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4 questions to Xing Huan about a decade of LIBOR phaseout

Xing Huan , Associate Professor

LIBOR – which stands for London Interbank Offered Rate – was active from 1986 to 2023. This key daily benchmark reflected the interest rate at which major international banks lent to each other in the short-term interbank market. In 2023, the chapter of LIBOR concluded after a decade-long journey of seeking alternatives to replacing the rate. Xing Huan, EDHEC Associate Professor who has published numerous academic papers on this topic, discusses several key aspects related to this landmark event.

Reading time :
8 Feb 2024

What was LIBOR initially?

London Interbank Offered Rate (LIBOR) is a set of rates first published under the auspices of the British Bankers’ Association (BBA) in 1986. These rates represent the cost of short-term wholesale funds for major banks in the London interbank market. LIBOR was calculated and published each business day by Thomson Reuters, to which major banks submitted their cost of borrowing unsecured fund in ten currencies across fifteen maturities [1].

As a reference rate, LIBOR was one of the most important global reference rates that provides the basis for valuing financial instruments and establishing the terms of agreement for short-term floating rate contracts, such as interest rate swaps. As a benchmark rate, LIBOR was used as the performance measure for funding costs and investment returns, and it also served as an indicator of the soundness of business and financial markets.


What happened in 2012?

On 27 June 2012, Barclays was fined for manipulating the daily setting of LIBOR and the Euro Interbank Offered Rate (EURIBOR) by both UK and US regulators. Confidence in the integrity and reliability of the rate-setting process plummeted. The decade-long journey of LIBOR phaseout began after the Financial Stability Board (FSB) recommended the development of alternative reference rates in July 2014. In 2017, the UK Financial Conduct Authority (FCA) confirmed LIBOR phaseout. After several postponements, the ‘death day’ for USD LIBOR was fixed on 30 June 2023.

Several key LIBOR alternatives have been adopted across different jurisdictions. The Euro Short-Term Rate (ESTR), Sterling Overnight Index Average (SONIA), and the Secured Overnight Financing Rate (SOFR) are employed as alternatives to LIBOR in the Eurozone, UK, and USA, respectively.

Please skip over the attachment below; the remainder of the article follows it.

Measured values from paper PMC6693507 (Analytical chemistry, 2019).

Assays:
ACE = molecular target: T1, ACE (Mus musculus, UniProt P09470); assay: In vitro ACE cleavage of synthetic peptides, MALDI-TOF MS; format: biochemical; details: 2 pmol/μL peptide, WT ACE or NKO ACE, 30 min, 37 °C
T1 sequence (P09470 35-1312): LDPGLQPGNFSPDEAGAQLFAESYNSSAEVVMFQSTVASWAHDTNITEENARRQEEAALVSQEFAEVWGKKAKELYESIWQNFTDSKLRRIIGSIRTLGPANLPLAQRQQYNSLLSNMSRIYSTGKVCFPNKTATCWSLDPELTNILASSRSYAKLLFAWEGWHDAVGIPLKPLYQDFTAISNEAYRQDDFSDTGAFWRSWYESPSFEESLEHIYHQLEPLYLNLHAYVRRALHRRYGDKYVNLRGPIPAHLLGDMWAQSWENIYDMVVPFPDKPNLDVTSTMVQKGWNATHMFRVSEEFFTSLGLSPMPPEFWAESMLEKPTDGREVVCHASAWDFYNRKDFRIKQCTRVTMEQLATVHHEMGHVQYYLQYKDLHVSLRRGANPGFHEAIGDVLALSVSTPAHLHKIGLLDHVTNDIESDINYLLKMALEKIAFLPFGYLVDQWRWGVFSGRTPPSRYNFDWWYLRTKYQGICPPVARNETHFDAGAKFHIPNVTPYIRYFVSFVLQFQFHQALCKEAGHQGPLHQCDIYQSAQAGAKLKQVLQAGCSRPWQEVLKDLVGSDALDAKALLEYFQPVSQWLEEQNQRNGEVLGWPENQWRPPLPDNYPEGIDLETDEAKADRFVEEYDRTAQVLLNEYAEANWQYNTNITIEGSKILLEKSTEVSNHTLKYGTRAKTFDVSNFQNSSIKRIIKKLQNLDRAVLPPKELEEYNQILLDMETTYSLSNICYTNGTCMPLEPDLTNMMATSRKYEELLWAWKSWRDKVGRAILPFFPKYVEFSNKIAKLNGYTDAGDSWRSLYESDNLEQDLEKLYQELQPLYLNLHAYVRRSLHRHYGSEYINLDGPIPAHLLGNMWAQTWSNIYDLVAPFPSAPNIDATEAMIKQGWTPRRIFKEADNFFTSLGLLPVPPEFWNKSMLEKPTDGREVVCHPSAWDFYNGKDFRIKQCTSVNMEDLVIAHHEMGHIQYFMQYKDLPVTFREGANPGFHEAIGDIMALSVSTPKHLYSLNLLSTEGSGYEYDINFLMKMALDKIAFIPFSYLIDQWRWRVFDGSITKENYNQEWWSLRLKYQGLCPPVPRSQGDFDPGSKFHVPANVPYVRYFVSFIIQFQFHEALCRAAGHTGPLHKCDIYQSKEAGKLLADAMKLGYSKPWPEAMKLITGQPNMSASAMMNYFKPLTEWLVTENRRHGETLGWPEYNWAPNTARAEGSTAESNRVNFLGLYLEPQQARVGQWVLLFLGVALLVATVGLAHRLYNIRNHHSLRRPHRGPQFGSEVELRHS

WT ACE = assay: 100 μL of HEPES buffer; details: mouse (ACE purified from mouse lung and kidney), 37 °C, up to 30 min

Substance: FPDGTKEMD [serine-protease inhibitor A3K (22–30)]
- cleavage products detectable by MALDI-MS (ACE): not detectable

Embarking on this landmark event, we have investigated a wide array of related issues, encompassing the historical, ethical, and technological dimensions of the scandal [2], the reputational and contagion effect of this event [3], the use of social media by involved banks for crisis management in the midst of the scandal [4], the significant overhaul of the UK regulatory architecture in the aftermath [5], the consequences of banks’ use of financial derivatives [6], and a broader exploration of the influence of national culture on bank malfeasance [7].


Why did it take so long for LIBOR phaseout?

Emerging in the 1980s, the LIBOR system was groundbreaking. However, no one anticipated the extent of its potential exploitation or the lengthy duration it would take to uncover such misconduct and replace it. The unusual volatility of LIBOR during the 2008 financial crisis raised questions about its credibility. Individual banks intentionally underreported their borrowing costs in their rate submissions to project financial strength at the peak of the crisis.


Replacing LIBOR is not merely a matter of substituting one rate for another.

The primary reason for the multiple delays in LIBOR phaseout is the difference in how LIBOR and the alternative rates are calculated. For example, in the US, SOFR was not selected to be the direct equivalent of LIBOR but to serve as a representative benchmark backed by high transaction volume in the overnight repo market. SOFR is an overnight rate, whereas LIBOR is typically quoted at forward points such as 1 month, 3 months, or 6 months. Therefore, a 3-month SOFR rate needs to be derived by compounding the overnight rate in arrears.

Second, LIBOR played a pivotal role in valuing most financial assets, particularly derivatives, which are inherently complex by nature. The phaseout of LIBOR extends beyond financial complexities to legal complexities, as it has led to numerous contract modifications. Many banks have a substantial number of legacy contracts tied to LIBOR, necessitating negotiations with counterparties to amend or replace existing contracts.

Third, LIBOR had been deeply embedded in financial institutions’ risk management practices, including valuation modes, pricing tools, and hedging frameworks. Switching to new reference rates requires banks to reassess and modify their risk management frameworks, which can be time-consuming and carry inherent risks.